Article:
Most research is based on chemicals and extracts in concentrations not found in an ingredient in its natural state. For instance, are you brave enough to eat 28 cloves of garlic per day to lower your cholesterol? Thought not. And if you eat ANY ingredient in a large quantity, you would have an unbalanced, one-sided diet with its own medical side effects.


Our focus should not be on individual ingredients, where some are labelled as healthy and others as unhealthy. Diets should be considered in a holistic way to avoid damaging or dysfunctional eating behaviours. Variety and moderation, as always, is the key.

Georgine Leung, a registered public health nutritionist, consultant and PhD researcher at the Institute for Global Health at the University College London, elaborates this point.

She tells me superfoods “create a certain hierarchy of foods that enable food producers to charge customers a premium… (they) can also become a fad, which is not sustainable if people are considering making long-term changes to their health. When thinking about their own diet, people should feel they are choosing foods that are relevant to them.”

She goes on to advise that there’s no substitute to basing your diet “on a range of whole grains and seasonal fruits and vegetables which are much more accessible and cost-effective.”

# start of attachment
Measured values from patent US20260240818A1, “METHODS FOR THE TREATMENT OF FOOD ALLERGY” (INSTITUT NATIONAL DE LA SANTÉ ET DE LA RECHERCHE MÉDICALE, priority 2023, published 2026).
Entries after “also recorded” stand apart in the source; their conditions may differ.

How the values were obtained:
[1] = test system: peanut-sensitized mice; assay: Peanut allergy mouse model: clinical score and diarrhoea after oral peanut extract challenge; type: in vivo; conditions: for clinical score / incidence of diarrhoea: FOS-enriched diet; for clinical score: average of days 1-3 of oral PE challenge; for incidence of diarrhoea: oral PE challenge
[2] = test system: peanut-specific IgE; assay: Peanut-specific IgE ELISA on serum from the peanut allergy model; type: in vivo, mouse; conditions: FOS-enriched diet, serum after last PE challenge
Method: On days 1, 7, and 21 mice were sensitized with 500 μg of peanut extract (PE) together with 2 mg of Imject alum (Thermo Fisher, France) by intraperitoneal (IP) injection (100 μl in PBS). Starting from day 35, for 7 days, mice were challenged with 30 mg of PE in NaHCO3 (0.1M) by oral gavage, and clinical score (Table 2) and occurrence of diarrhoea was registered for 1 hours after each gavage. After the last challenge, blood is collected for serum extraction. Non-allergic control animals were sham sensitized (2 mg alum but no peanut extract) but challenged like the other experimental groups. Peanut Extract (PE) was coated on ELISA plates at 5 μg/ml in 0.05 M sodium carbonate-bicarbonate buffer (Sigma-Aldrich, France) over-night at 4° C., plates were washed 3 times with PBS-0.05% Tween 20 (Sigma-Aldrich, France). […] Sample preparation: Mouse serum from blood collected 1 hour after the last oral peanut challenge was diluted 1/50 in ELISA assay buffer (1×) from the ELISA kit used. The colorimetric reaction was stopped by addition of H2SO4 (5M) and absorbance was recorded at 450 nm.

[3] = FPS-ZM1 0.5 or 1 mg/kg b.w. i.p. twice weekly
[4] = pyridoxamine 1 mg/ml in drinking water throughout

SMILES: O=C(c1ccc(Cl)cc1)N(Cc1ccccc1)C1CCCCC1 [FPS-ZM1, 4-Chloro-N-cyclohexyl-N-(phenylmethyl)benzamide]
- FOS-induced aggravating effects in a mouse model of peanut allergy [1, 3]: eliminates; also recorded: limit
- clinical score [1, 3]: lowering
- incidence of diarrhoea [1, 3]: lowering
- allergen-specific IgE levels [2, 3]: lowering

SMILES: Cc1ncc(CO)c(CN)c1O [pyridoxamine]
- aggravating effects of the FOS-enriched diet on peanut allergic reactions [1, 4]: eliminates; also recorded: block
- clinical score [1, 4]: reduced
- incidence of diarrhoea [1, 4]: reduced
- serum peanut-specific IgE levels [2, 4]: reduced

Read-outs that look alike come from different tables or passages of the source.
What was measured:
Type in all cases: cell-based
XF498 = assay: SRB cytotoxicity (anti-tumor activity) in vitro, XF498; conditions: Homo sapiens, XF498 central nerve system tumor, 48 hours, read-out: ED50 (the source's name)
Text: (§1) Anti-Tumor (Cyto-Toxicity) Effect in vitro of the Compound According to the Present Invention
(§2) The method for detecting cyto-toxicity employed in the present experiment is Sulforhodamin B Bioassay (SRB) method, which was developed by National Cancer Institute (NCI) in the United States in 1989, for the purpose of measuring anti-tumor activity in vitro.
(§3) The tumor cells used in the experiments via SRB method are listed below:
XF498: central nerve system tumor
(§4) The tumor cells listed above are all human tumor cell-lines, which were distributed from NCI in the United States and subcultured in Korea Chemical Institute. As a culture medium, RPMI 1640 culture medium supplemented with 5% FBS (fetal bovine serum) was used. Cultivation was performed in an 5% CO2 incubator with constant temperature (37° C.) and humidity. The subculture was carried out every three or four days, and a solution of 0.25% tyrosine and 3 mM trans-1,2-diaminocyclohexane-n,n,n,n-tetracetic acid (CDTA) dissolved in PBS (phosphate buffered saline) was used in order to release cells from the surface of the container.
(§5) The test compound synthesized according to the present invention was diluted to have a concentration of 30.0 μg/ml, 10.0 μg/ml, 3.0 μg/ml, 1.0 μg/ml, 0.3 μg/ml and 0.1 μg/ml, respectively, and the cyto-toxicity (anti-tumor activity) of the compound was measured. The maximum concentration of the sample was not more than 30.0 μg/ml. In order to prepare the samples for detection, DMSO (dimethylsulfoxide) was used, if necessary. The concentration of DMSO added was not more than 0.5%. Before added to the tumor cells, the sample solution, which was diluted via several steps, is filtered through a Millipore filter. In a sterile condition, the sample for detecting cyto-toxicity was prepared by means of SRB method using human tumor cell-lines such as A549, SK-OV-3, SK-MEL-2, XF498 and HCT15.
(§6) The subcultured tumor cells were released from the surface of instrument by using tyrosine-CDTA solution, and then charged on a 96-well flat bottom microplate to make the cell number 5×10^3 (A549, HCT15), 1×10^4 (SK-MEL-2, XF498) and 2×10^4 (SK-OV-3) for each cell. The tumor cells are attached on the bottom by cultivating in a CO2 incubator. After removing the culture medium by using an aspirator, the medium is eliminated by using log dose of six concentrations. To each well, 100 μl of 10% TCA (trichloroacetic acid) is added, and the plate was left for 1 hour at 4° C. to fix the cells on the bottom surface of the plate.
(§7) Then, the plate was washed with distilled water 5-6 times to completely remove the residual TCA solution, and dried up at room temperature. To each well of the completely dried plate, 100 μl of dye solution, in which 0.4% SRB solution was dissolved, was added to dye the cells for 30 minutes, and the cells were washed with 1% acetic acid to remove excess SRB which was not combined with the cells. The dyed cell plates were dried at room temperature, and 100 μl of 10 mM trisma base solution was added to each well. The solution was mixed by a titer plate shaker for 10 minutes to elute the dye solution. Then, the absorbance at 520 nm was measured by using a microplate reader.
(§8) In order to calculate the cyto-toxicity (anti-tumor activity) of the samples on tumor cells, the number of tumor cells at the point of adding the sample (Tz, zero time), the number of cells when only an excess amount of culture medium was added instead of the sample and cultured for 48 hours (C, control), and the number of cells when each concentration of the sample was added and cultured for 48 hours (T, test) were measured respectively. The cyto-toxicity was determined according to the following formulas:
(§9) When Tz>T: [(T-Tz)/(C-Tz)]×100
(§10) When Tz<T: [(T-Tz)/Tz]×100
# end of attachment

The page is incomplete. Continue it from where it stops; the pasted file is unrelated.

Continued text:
Today’s fad for superfoods has bought increasingly bizarre products to the shelves. Nonsensical (and expensive) creations now range from ‘superfood coffees’ made with ingredients such as maca and reishi mushrooms (containing no coffee at all) to chia seed crisps, matcha popcorn and water flavoured with blueberry extracts. And let’s not forget pomegranate-flavoured washing-up liquid…

“Why are goji berries so popular when they taste so vile?” I once asked on Twitter. “Because they’re not meant to be eaten western-style in breakfast cereals. We put them in soups in China”, replied a Chinese friend.

So I added them to a homemade clear vegetable soup, and the transformation was significant. Soft, plump and juicy, these berries were a far cry from the hard, withered bullets of my muesli.

This is also true of turmeric – a tablespoon or two in smoothies and lattes tastes bitter and astringent, but a few judicious pinches in curries and rice dishes adds flavour and fragrance.


Superfoods are often staple ingredients in poorer countries, where western demand has led to shortages and environmental issues.

For instance, farmers in Bolivia and Peru can no longer afford quinoa because prices have shot up; yet they’re under pressure to grow it in favour of a more diverse range of crops. The demand for pomegranates has caused problems for Indian farmers struggling with insufficient rainfall.

In the Philippines, mangroves have been cut down to make room for growing seaweed. Mexico has had to suffer deforestation to make space for avocado trees.

Is this the price we want to pay for a few likes in response to ‘avocado roses’ on Instagram?

Header image by zarzamora/Shutterstock